Spring Boot with external Tomcat

Posted by thestars on Thu, 09 Jan 2020 07:48:14 +0100

In this article, I'll run the Spring Boot application on an external Tomcat.For me, this is a real situation and I have to solve this problem, so I also consulted a good teacher and got a lot of help.I hope you can provide some useful information when you encounter similar problems.

Let's look at some common problems you might encounter when starting a project from scratch.


Spring Boot Start Method

One of the main advantages of using Spring Boot is that you can easily set up a Web application using the built-in embedded Tomcat.By default, the AutoConfigurator uses Tomcat to set up your project.Just click the Run button and your Web server will start your application.In the application.yaml or properties file, you can easily configure this Tomcat server as follows:

1 server:
2    port: 9091 //set the port number of our running application
3    servlet:
4       context-path: /springapplication /set the context path of our application


To run our application, we only need one main method:

1 @SpringBootApplication
2 public class App 
3 {
4     public static void main( String[] args )
5     {
6     SpringApplication.run(App.class, args);
7     }
8 }





External Tomcat issues

You can expect the application to run on an external Tomcat server.Usually, it happens because of the operational infrastructure.At this point, some problems occurred.Your Spring Boot application will not start just by deploying it to a network server.There are several reasons for this:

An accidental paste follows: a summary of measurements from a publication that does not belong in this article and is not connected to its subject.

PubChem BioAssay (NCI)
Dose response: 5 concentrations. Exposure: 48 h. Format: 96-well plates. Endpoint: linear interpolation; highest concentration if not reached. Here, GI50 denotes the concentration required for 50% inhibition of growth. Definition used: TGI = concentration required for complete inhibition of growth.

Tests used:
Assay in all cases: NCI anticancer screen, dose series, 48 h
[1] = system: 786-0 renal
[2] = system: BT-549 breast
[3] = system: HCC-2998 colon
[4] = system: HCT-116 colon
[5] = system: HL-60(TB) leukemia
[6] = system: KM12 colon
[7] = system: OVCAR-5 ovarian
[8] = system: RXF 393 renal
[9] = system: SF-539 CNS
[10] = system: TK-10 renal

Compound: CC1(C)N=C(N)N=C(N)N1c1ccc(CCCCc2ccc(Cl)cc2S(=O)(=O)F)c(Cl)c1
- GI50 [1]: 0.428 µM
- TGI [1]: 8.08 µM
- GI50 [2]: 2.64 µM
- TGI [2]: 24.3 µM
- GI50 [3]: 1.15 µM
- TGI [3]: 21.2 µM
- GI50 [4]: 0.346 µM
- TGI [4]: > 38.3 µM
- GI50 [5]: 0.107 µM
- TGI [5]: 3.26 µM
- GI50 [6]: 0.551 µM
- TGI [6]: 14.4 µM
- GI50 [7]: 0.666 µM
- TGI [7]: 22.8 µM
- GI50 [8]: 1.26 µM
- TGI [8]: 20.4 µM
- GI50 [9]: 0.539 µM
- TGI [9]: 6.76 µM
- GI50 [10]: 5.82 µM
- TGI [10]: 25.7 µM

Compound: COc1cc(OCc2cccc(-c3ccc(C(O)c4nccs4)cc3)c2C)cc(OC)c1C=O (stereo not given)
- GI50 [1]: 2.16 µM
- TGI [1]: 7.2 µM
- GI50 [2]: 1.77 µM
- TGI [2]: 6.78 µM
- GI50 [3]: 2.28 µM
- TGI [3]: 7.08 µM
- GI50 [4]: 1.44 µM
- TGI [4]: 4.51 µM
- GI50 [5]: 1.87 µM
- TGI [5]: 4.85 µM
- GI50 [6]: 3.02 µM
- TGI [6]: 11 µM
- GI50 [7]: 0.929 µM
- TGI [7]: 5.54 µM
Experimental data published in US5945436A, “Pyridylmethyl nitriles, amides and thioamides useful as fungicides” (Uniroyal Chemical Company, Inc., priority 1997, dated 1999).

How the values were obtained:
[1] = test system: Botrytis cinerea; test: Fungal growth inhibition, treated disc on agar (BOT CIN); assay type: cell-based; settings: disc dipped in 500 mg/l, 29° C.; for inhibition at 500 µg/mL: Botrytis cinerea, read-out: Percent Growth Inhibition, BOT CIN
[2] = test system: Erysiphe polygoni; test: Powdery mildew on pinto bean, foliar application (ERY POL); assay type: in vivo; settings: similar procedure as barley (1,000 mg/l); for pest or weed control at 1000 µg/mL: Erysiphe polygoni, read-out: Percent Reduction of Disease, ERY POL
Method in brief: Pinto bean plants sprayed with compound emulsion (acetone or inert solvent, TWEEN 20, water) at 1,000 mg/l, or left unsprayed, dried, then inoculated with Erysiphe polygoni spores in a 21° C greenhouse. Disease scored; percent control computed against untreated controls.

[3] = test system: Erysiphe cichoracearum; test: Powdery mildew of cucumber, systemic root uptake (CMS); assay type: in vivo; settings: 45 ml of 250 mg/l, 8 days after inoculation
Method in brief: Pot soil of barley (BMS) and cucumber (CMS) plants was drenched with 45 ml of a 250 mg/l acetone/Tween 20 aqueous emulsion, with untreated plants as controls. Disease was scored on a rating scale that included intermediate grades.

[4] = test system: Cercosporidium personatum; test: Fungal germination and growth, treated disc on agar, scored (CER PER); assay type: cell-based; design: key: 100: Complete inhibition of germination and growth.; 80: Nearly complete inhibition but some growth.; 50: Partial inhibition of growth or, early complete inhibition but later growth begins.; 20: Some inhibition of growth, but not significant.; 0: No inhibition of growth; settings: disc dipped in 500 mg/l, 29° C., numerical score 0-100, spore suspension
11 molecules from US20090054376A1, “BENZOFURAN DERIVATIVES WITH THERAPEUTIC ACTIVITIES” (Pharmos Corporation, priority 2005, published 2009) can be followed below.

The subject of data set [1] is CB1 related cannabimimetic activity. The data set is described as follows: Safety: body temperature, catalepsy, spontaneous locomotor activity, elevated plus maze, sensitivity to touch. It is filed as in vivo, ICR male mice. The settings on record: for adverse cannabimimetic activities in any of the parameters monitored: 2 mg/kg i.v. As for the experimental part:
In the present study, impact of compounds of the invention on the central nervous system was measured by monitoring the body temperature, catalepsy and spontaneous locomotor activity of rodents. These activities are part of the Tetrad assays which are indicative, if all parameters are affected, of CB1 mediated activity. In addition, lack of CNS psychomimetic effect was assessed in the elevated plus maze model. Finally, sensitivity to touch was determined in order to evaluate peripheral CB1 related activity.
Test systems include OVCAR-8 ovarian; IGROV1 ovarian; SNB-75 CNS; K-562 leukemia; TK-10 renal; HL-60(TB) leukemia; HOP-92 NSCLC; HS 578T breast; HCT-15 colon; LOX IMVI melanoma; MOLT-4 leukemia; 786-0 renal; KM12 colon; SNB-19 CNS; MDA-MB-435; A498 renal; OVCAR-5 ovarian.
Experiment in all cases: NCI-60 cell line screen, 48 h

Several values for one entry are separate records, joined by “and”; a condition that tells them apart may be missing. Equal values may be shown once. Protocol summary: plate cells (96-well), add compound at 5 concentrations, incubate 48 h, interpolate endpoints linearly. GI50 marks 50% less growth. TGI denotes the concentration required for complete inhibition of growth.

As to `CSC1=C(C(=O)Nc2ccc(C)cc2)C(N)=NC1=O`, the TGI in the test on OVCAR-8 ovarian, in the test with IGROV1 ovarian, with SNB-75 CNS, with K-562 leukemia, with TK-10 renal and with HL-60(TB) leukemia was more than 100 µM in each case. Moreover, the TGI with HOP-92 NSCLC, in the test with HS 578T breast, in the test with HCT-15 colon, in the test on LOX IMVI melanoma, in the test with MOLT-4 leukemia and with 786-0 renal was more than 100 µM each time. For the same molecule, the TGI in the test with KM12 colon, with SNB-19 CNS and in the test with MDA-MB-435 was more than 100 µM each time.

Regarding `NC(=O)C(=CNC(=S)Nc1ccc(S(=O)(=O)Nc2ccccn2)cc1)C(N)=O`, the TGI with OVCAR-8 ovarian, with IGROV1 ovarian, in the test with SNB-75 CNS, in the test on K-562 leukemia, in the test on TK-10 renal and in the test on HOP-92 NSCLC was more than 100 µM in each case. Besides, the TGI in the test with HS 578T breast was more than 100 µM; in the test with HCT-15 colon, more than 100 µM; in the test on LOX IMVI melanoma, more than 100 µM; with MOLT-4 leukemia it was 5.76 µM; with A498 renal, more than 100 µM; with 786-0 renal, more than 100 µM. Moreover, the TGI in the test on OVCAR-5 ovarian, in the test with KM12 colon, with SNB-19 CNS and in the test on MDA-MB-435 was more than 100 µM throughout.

• By default, Spring Boot creates a.jar file as output.Tomcat needs a.war file.
  • In a Tomcat environment, you don't want to use an embedded server.
  • The Tomcat server will not use your primary method.Therefore, you need to start your application with a normal Spring application.

Spring Boot is a cutting-edge technology that primarily supports running in a containerized environment.What if you want to operate the application in a standard way?

First, you can go back to the native Spring you don't normally want.Second, you can make some modifications to prepare your application to run on an older Tomcat server.So I'll tell you how.





Running Spring Boot with external Tomcat

First, you need to make some modifications in pom.xml:

Set up war packaging for artifact s:

1 <packaging>war</packaging>

Set Tomcat server dependencies to provide:

1        <dependency>
2             <groupId>org.springframework.boot</groupId>
3             <artifactId>spring-boot-starter-tomcat</artifactId>
4             <scope>provided</scope>
5         </dependency>


If some of your Spring Boot libraries contain it by default, exclude it:

 1 <dependency>
 2 <groupId>org.springframework.boot</groupId>
 3 <artifactId>spring-boot-starter-web</artifactId>
 4             <exclusions>
 5                 <exclusion>
 6                     <groupId>org.springframework.boot</groupId>
 7                     <artifactId>spring-boot-starter-tomcat</artifactId>